Local author chronicles Kirkpatrick
October 26, 2012
Celebrated local author Peter Collier has released a new book and will be taking part in a book signing for his latest tome, "Political Woman: The Big Little Life of Jeane Kirkpatrick," Friday at the Book Seller, located at 107 Mill St. in Grass Valley.
Collier has been called by the New York Times "America's premier biographer of dynastic tragedy" due in part to books he produced, focusing on blueblood families like the Rockefellers, Kennedys, Fords and Roosevelts.
His latest bio profiles Kirkpatrick, a woman who rose to power during the Reagan administration, first as a member of the president's cabinet, then when she was appointed by the president to be U.S. Ambassador to the United Nations in 1980.
Collier is a longtime inhabitant of Nevada City, having moved here in 1976 from Berkeley, in an effort to raise his children in a less "toxic" environment.
"I was looking for a place where they could have a more normal upbringing," Collier said. "I wanted a place that would resemble the upbringing that I had experienced many years ago."
According to Collier, Nevada City in the mid-1970s was an extremely comfortable place to be.
"When I came here, people routinely parked in the SPD parking lot and left their cars unlocked with the keys in the ignition," Collier said. "It has turned out to be a good decision. I'm glad that I circled my wagons in this area."
The genesis of Collier's decision to produce a biography of Kirkpatrick, a woman, whose legacy he greatly admires, goes back many years.
"I started a publishing company called Encounter Books about 15 years ago or so, and one of the first books I thought that I wanted to do would be a book by Jeane Kirkpatrick, who had always been a hero of mine," Collier said.
"She was a crucial figure in history, who has been somewhat forgotten except by a generation who remembers the Cold War, when it was not clear who was going to win."
Collier approached Kirkpatrick about doing the book and the two became friends. Kirkpatrick agreed to write it but, for reasons unknown, was never able to follow through on her promise. Eventually, in an effort to help,
Collier offered to interview Kirkpatrick and then put together a rough draft that she would be able to edit as she pleased.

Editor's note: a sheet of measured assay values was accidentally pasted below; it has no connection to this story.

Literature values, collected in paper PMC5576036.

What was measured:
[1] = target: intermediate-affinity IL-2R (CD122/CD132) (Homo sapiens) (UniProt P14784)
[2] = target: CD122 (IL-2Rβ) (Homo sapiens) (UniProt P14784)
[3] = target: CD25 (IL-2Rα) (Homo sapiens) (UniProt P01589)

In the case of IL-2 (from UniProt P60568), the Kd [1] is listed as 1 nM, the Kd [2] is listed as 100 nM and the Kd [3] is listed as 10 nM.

"I did hours and hours and hours of interviews with her," Collier said.
After Kirkpatrick died in 2006, Collier decided to produce the book himself.
"She sort of broke through a lot of glass ceilings, having come of age right after World War II, and was a sort of pre-feminist, although because she became a part of the Reagan team, second-wave feminists like Gloria Steinem ignored her achievements," Collier said. "Steinem famously called her a 'female impersonator,' and Naomi Wolf, another feminist of that generation, called her a 'woman without a uterus.' In fact, Jeane Kirkpatrick had three children at that time, and Naomi Wolf had none."
Interestingly, there are parallels between Kirkpatrick's conversion to the political right and Collier's.
As a young woman in the 1940s, Kirkpatrick is reported to have been a member of the Young People's Socialist League. As a Democrat, she was active politically during the 1970s, involving herself in the political campaigns of Vice President Hubert Humphrey. After becoming disappointed with what she perceived as the Democrat Party's turn to the left under the leadership of George McGovern and later Jimmy Carter, she eventually changed her party affiliation. She joined the Republican Party in 1985 after delivering the keynote address at the Republican Party convention re-nominating Reagan in 1984.
A look at Wikipedia reveals that Collier was involved in the Civil Rights movement in the 1960s after getting his BA from UC Berkeley with a degree in English. In 1968, he signed the "Writers and Editors War Tax Protest" pledge, vowing to refuse tax payments in protest against the Vietnam War. He is now an avowed conservative.
"I was much more extreme in my political days than Jeane was," Collier said. "I was one of the people that Jeane hated, that is, I was a leftist who had perfected the art of anti-Americanism. She hated us and rightly so, although we're alike in that we both made a years-long transition from the left to right."
Collier hopes that readers of his book have an appreciation for Kirkpatrick's bravery and her insistence that the U.S. eventually claim victory over Russian expansionism during the Cold War.
"What you come away from this story seeing is that the men and women within the Reagan administration decided to take a stand and save their country," Collier said. "He came into office during a time of incredible defeatism and appeasement. The Soviet Union was an imperialist country poking its foot into the Western hemisphere and had a huge foothold in Central America. America was on the defensive and Jeane (Kirkpatrick) and others on the Reagan team said, 'This will not stand.'"
For information regarding the book signing event featuring Peter Collier, contact the Book Seller at (530) 272-2131.
Tom Kellar is a freelance writer living in Grass Valley. He can be reached at firstname.lastname@example.org.